For our last day in Iceland, we had planned to visit Thorsmork and the Blue Lagoon. It all fell apart.
Thorsmork translates to “the Woods of Thor”, Thor being the Norse god, and it is said to be an otherworldly place and a must visit on any trip to Iceland. We were caught in a dilemma: access to Thorsmork is by bus only and the bus only runs three times a day, morning, mid-day and evening. The “fastest” hike in Thorsmork gave us only 20 minutes to spare in order to catch the return bus at mid-day. If we missed it, we would be stuck until nighttime and miss the Blue Lagoon. Given that our definition of an easy hike differed greatly from the Icelandic one and that we were still spent from the previous day’s ice hike; we feared that 20 mins was cutting it too close and decided to forgo Thorsmork entirely. Yep, we committed the sin of choosing not to visit Thorsmork, one should always leave something for the next visit.
Instead we had a leisurely drive back. We passed by the volcano Eyjafjallajokull, whose eruption threw the world into chaos back in 2010.
We stopped for pictures until the boys put their feet down.
They relented a bit when we let them out to chase sheep.
It’s harder than you’d think and they didn’t catch a single one!
We also took a detour to visit the volcano Hekla. Icelanders are expecting it to erupt at any moment now and are afraid that if it blows next summer it will disrupt their entire tourist-based economy. We didn’t get all the way to Hekla because the road turned into pebbles and then rocks. We were afraid of getting a flat, so we turned back and instead petted horses.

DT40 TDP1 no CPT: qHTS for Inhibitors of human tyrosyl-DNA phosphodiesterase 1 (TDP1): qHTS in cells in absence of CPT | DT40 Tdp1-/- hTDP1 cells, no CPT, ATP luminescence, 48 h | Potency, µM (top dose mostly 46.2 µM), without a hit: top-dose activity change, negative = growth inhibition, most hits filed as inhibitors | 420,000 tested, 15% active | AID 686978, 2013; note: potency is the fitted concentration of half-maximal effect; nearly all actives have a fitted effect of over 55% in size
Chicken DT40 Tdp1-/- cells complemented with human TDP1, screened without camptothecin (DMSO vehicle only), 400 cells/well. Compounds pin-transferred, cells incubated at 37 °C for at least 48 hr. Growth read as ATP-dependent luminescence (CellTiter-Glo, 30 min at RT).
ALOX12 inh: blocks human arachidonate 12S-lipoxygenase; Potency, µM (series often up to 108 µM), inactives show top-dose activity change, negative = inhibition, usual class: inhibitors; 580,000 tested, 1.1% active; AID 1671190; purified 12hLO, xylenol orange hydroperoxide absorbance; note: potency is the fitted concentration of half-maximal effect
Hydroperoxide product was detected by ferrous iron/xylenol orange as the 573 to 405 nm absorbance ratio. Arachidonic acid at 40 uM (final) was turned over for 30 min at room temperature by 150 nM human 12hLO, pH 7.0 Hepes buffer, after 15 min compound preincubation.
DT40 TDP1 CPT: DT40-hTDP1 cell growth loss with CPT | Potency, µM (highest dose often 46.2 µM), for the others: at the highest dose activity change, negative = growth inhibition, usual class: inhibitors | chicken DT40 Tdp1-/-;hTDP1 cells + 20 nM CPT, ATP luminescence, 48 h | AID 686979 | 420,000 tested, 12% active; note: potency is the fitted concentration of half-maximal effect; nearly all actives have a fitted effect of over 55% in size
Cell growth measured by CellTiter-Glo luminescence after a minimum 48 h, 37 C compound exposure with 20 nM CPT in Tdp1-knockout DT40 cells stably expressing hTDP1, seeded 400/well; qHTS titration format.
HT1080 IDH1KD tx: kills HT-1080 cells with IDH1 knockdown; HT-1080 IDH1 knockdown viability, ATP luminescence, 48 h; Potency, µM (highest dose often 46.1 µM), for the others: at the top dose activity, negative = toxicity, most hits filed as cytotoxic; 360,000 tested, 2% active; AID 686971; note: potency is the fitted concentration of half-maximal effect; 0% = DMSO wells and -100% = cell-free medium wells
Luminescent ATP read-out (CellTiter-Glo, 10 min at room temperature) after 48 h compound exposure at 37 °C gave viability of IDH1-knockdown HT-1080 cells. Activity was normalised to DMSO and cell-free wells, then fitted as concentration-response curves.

These guys are gorgeous.
Soaking in a warm soup of strangers has never been high on my list of things to do but not visiting the Blue Lagoon seemed sacrilegious so I mentally prepared myself for it. Paying close to $75USD for the privilege seemed preposterous, I had to really talk it up to myself. Then fate intervened and saved us! Turns out the Blue Lagoon is such a tourist attraction, you now need to reserve online in advance, we couldn’t get any tickets. This is the power plant whose water is emptied into the Blue Lagoon.
We were told of another geothermal pool which is natural (the Blue Lagoon is not) and used by locals instead of tourists. Even better: it’s totally free. We headed right over. Accessing Reykjadalur was a feat of endurance! Icelanders said it was a pretty 45 min hike to get there. Pretty yes but it took me over an hour and my heart cursed at me the entire way there while my knees did the same on the way back.
To get to the stream, you must first climb up a mountain, then down the backside of it, hike halfway up the next mountain and around the bend into a hidden valley.
On the way, you walk on rocky ledges, past small waterfalls,
and scalding hot water holes.
All this while a frigid wind does its best to pull you off the mountain. We were wearing all our winter clothes and even so we were chilled to the bone by the time we got there. While the water is toasty and must be a relief after that torturous hike; the idea that I would have to get out of that hot water into the freezing wind made it impossible for me to even try. The boys declared it to be Hell on Earth and quickly turned around and left us behind saying that they’d wait for us in the car. We tried to be brave but we didn’t stay any longer than it took us to stick our numb fingers in the water until they regained feeling and then left too.
Enjoying the heated seats in our rental, we drove back to Keflavik
where we watched Germany beat Italy by the skin of their teeth along with a roomful of other travelers in one of the nicest hostels we’ve ever stayed at before getting up at the crack of dawn to board our flight to Amsterdam.
Iceland was wonderfully beautiful and we feel lucky to have had the opportunity to enjoy a brief visit.